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nds1968 10-13-2010 10:18 PM

Nate's 14g BioCube
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Hi, this is my 14 Gallon BioCube that currently has:

2 Bronze Cory's
1 Gold Honey Gourami
1 Banded Dwarf Cichlid
1 Dalmatian Molley
Live Plants

I just recently battled ich,:( so the plants don't look very healthy and there is some algea in the tank becuase I raised the temp to the mid 80 degrees.

I do a water change of 5 gallons about 3 times a month. I have personally never check my water levels but every time I take a sample to my lfs they tell me everything looks good.

I however have gone through many fish in the last 20 months :confused: so that is why I decided to hang out here and try to learn. I feed my fish dried flakes and dried tubaflex worms once daily.

Thanks Nate

BigJim 10-14-2010 10:46 AM

Welcome to AA!

What kind of test kit does the LFS use? I'd recommend getting your own API Freshwater Master test kit. It's accurate and lasts forever. Very helpful to know exactly what's going on in the tank. Going through a lot of fish should never happen over that long of a time period.

nds1968 10-14-2010 05:53 PM

I don't know what kind of test they would use but it would take them about 10 minutes to tell me the results, but they would just tell me every thing looked good (not tell me the numbers). I will be buying a kit by tomorrow night.:)

I have been trying to read about tank cycles, ich, water changes etc the last few days and my eyes are killing me and I am still confused:confused:

So what readings should I take and what are exceptable levels for my tank?

Other than the ich I just had my fish seemed healthy to me, swimming around, eating, and good color. Then I would wake up in the morning and fish would be dead on the bottom of the tank.

BigJim 10-14-2010 06:06 PM

What questions do you have? I'll be glad to attempt to answer them. There's some conflicting information out there.

Like I said, the API Freshwater Master is the gold standard around here. It contains the important tests for the average FW aquarium.

Ammonia - This is your fish's waste. It's toxic in small concentrations

Nitrite - This is the chemical bacteria converts ammonia into. Also toxic in small concentrations.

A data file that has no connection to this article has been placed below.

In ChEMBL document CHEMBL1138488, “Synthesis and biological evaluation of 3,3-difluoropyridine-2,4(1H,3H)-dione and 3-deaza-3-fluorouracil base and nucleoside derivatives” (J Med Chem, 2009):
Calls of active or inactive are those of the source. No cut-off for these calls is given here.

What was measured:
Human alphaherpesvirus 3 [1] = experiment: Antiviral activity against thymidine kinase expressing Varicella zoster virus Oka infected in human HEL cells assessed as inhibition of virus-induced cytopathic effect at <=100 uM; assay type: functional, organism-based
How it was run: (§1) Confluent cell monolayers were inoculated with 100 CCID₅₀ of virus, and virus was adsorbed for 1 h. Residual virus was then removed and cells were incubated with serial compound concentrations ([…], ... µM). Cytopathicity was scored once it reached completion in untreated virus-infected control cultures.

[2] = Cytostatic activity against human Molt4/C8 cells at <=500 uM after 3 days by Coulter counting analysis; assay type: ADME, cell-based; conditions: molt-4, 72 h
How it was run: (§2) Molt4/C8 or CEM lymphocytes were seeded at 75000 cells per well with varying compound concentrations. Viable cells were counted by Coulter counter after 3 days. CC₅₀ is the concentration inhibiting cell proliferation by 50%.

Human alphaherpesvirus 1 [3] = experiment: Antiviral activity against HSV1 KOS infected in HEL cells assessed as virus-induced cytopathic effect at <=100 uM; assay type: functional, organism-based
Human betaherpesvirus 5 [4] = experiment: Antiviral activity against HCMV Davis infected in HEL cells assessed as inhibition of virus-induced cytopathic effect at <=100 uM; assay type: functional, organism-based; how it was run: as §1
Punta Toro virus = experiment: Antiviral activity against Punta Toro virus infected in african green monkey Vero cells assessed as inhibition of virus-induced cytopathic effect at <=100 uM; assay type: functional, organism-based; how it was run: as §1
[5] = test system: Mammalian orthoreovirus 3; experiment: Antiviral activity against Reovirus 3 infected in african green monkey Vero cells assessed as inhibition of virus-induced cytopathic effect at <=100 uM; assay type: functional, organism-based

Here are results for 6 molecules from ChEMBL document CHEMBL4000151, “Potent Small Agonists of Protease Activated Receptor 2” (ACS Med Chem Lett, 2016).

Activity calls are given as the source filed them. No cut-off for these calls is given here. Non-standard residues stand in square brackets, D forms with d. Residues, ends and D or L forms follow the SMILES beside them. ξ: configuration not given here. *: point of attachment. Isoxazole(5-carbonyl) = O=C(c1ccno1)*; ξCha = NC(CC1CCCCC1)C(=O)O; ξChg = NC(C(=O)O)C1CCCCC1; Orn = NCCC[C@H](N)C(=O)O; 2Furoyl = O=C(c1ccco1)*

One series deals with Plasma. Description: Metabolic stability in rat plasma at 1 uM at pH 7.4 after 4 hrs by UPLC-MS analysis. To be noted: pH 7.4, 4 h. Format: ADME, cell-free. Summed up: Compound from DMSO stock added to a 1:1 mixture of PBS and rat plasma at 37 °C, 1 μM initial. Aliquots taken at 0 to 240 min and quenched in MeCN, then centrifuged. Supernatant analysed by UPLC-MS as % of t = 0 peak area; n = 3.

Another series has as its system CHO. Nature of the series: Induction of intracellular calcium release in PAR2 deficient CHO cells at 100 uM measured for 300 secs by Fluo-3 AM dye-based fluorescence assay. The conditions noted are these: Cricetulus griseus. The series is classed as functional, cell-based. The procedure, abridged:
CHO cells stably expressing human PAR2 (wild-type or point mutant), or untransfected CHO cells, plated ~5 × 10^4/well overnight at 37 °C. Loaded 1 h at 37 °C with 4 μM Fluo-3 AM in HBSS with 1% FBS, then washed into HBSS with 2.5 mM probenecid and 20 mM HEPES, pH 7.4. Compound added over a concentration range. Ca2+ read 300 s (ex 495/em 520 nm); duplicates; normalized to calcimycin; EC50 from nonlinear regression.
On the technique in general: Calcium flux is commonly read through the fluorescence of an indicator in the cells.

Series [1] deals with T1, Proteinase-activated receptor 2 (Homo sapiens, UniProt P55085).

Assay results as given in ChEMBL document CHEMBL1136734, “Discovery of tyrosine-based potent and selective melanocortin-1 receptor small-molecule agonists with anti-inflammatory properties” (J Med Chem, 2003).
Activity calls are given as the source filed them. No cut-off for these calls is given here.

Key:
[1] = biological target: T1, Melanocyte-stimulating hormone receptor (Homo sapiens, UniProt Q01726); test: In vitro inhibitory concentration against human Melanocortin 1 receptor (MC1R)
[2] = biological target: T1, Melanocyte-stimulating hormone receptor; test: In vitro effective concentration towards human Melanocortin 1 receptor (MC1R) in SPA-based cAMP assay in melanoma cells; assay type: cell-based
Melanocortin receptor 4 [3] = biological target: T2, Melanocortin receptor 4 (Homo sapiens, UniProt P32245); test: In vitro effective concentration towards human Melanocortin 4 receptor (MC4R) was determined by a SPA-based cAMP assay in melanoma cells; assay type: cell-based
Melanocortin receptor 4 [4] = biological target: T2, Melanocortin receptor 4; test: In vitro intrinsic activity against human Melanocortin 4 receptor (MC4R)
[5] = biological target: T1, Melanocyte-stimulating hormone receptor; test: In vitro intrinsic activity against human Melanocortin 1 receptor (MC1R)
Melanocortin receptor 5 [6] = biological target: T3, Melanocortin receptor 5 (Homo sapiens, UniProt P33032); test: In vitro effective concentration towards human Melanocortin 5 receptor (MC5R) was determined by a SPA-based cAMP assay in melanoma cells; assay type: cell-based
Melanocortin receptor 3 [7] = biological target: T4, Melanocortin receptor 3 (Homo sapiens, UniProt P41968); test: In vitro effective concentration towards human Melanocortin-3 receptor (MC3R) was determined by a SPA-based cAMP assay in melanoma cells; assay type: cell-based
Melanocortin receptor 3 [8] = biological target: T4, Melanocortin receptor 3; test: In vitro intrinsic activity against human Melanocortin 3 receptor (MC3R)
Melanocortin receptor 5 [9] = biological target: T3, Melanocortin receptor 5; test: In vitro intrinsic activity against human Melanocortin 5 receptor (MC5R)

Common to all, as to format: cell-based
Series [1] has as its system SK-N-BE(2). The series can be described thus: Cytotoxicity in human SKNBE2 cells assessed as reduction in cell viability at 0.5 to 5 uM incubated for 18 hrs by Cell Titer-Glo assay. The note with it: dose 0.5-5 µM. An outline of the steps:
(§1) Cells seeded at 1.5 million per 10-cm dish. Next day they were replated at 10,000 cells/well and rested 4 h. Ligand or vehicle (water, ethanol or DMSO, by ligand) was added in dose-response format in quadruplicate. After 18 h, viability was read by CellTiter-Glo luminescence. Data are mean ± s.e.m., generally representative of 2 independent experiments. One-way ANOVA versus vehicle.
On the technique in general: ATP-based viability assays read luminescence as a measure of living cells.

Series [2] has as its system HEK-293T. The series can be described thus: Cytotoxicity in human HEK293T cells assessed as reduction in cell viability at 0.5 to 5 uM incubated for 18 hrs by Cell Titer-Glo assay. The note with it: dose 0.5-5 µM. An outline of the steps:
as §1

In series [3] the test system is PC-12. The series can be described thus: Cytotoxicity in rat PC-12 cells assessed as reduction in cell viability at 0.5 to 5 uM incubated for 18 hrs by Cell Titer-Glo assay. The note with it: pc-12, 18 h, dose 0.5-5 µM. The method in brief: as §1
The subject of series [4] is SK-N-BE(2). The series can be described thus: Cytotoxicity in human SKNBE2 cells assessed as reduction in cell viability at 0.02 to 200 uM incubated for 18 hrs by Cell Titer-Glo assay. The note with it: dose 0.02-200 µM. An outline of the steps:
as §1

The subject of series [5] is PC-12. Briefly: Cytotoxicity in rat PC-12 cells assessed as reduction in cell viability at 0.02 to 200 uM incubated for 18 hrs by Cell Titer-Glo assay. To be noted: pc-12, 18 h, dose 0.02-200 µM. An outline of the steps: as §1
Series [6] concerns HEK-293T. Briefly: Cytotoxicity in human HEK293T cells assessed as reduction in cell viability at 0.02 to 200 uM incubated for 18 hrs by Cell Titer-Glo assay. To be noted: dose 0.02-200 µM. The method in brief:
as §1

Nitrate - This is the final chemical bacteria converts nitrite into. It's less toxic, but you still have to do water changes to control it.

pH - Not nearly as important as a lot of people think unless you're trying to breed picky fish.

The API kit has these four tests. These will tell you and us a lot about what's going on in your tank.

nds1968 10-14-2010 06:22 PM

So should the levels all read 0?

Also the plant on the right has expanded to four and I have been trimming the length down, should I be concerned about them taking up to much space?

What advantages or disadvantages do live plants have?

Thanks for all the help. Nate

taylorodw 10-14-2010 08:47 PM

Hello Nate, and welcome.

Ammonia and nitrite should read 0, but there will always (except for rare exceptions) be some nitrate in a freshwater system. Most of us like to keep it below 40 ppm.

The plant on the right - the tall one with long narrow leaves? Is it vallisneria? That one should not become too large and can be trimmed to the desired height.

Advantages of live plants - plants consume nitrates and in best cases can reduce algae. Also, they contain lots of mico-critters that fish and invertebrates like to eat. IMO, live plants are the best looking tank decorations as well.

Neutral plants - may bring in snails (can be good or bad)

Disadvantages of live plants - If they don't grow, it can be hard to fix the issue. Could potentially bring disease or insects.

nds1968 10-14-2010 08:56 PM